Two consecutive days, two major bombs regarding Facebook search. But first thing is first. A while ago I saw a link to a website called curaytor.com. Users were able to click and leave their e-mail address so that they could be invited once this conversation search engine was launched. The official date was also very visible on the website: January 17th. Once a user subscribed, they received an email from one of the founders thanking them for choosing to be part of this new and interesting Facebook conversation search engine.
Time passed by and on January 17th the site was officially launched. Chris Smith and Jimmy Mackin announced their new conversation search engine named Curaytor at the Inman News Real Estate Connect conference. Yes, this search engine’s creators are famous in the real estate field. In order for their project to work, they built a layer on top of Facebook’s Group API using WordPress. Curaytor’s lead developer was Andrew Leafe who collaborated in the past with the Facebook Open Graph on a number of successful projects.
“The conversations that Curaytor surfaces are in-depth and informative. Old school online forums or leaving comments after a blog post used to be the online water cooler. Social media has made them virtually obsolete overnight. Facebook’s clearly where the masses now engage” said Chris Smith. “Curaytor’s discussions happen in real time, between real people and on the site they already log into each day. It’s powerful when your friends and colleagues conversations are the search results you discover. We could only do this by building on top of Facebook’s established ecosystem and connections.”
“We want to help people find conversations, not websites. We don’t want to just be another place to search for articles, Google does that pretty well. Our search results populate in a different way, naturally through everyday human behavior. People are logging into Facebook and interacting anyways, why not leverage that new type of content” Mackin added. “The real problem we went after is that Facebook threads go away too quickly, there are 1,000,000 new status updates happening every single minute in fact. With Curaytor, those social discussions are now organized and easily searchable. Simply put, we built a better net.”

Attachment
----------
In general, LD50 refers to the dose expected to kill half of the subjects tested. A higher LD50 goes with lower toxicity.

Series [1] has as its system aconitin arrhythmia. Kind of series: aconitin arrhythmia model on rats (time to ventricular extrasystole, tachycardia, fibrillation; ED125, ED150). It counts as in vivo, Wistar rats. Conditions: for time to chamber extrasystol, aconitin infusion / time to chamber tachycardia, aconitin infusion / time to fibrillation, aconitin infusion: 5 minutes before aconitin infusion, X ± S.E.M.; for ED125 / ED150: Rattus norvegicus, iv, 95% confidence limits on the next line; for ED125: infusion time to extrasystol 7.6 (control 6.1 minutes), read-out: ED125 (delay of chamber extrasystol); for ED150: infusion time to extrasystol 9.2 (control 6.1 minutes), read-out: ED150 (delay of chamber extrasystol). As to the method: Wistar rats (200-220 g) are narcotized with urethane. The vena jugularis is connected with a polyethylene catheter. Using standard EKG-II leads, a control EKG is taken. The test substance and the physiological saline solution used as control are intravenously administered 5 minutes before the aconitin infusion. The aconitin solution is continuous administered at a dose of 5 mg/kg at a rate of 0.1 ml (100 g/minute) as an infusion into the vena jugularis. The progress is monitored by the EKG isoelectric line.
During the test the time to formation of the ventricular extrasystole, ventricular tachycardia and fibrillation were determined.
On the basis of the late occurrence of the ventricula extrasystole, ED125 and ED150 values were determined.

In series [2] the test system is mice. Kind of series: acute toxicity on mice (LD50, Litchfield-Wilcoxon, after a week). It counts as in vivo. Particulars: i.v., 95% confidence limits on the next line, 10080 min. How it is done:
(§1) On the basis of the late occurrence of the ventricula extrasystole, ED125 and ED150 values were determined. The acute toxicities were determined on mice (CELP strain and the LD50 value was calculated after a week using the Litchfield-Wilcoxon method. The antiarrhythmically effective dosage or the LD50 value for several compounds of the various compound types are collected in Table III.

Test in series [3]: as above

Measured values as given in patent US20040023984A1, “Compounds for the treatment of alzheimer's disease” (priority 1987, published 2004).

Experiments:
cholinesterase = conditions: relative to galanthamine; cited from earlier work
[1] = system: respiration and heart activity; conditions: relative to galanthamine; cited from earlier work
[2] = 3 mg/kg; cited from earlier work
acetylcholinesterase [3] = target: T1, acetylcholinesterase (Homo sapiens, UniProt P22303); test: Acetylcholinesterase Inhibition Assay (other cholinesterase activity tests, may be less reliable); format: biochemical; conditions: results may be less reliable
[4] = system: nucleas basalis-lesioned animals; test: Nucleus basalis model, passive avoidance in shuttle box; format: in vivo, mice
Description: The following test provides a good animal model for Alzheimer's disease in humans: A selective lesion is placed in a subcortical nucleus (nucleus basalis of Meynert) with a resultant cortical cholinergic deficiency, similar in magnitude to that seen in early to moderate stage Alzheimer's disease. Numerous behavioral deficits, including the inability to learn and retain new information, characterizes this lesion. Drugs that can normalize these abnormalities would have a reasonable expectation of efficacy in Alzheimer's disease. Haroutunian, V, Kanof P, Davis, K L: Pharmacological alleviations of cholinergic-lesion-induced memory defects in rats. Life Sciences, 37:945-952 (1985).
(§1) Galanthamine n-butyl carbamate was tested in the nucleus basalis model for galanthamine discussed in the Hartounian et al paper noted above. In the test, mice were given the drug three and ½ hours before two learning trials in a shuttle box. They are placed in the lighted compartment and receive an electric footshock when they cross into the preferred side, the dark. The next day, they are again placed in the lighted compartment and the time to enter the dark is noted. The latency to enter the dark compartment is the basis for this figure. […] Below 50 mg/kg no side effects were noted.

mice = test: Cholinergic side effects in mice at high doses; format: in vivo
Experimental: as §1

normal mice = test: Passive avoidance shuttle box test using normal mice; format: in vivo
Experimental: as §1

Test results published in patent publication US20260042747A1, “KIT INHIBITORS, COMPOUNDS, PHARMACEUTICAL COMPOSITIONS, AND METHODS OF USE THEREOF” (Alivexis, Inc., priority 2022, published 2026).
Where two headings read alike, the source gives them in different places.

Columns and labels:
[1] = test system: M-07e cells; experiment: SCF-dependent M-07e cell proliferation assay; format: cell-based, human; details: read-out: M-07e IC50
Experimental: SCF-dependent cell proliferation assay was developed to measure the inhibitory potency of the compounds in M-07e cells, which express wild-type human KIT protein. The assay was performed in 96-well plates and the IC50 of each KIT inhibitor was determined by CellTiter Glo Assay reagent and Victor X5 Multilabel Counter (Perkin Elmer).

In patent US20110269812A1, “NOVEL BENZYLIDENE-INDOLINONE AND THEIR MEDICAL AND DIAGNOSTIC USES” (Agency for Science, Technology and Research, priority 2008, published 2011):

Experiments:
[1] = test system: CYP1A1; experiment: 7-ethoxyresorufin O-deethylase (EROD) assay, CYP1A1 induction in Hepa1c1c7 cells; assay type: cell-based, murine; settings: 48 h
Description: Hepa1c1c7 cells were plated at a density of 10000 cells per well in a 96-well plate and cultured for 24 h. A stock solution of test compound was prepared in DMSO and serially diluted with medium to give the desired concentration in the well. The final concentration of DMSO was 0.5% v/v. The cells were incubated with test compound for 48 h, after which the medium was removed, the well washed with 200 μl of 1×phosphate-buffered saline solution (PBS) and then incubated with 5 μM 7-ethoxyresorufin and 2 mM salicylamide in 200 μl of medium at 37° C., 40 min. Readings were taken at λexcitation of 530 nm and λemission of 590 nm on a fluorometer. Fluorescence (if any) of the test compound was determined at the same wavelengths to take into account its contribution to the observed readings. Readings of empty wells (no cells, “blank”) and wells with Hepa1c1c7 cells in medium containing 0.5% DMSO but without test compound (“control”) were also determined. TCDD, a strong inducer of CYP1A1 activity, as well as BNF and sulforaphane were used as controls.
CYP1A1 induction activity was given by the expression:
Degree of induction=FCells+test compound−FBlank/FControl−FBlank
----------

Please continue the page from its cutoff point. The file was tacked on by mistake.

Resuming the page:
The search engine uses a secret “human algorithm” in order to organize tens of thousands of real time and past dated social conversations. All of them are then categorised: Trending, Popular, Recent and Staff Picks. Users can also search Curaytor by keyword, user profile picture, company name or news source.
Curaytor currently offers curated conversations from three very popular Facebook real estate groups: “What should I spend my money on?” (4,182 members); “Raise the Bar in Real Estate” (2,263 members); and “Tech Support Group for Real Estate Agents” (4,591 members).
In the future Curaytor plans to add other page administrators who will add more interesting content for their subscribers. Moreover, the founders plan to extend the search to other areas of interests such as fashion, politics, travel and sports. Another important plan is to include content from other social media networks like Twitter and Google Plus.
A day after Curaytor’s launch, Facebook announced Graph Search, a new and more flexible search mechanism on this social network. As people are already present on Facebook and have access to all the content in this network, even if not all of it is interesting, it would seem like a logical step to use the network’s option to search for something and not a third party site/app.
I must admit that the “coincidence” of these launches was funny. One site announces its official launch date, has a day of glory and the next day discovers that Facebook rolls out an enhanced version of its search engine. And Facebook Graph has already generated a lot of buzz.
Will Curaytor stand a chance? Well, it’s all about what users need. If they search for curated conversations delivered by e-mail then yes, it stands a chance. If users prefer to use the social network to more rapidly search for something, then it is very hard to attract them on another site providing the same service.
Creating a mechanism that will provide users with relevant content that will indeed help them in their work could however insure Curaytor’s success. Integrating content from various platforms will also be a key feature and a differentiating factor from Facebook’s Search Graph. But let’s not forget that Google also offers social search, though, as you’ll see in Curaytor’s official presentation included below there is a difference between what this search engine provides by comparison with the results offered by Google.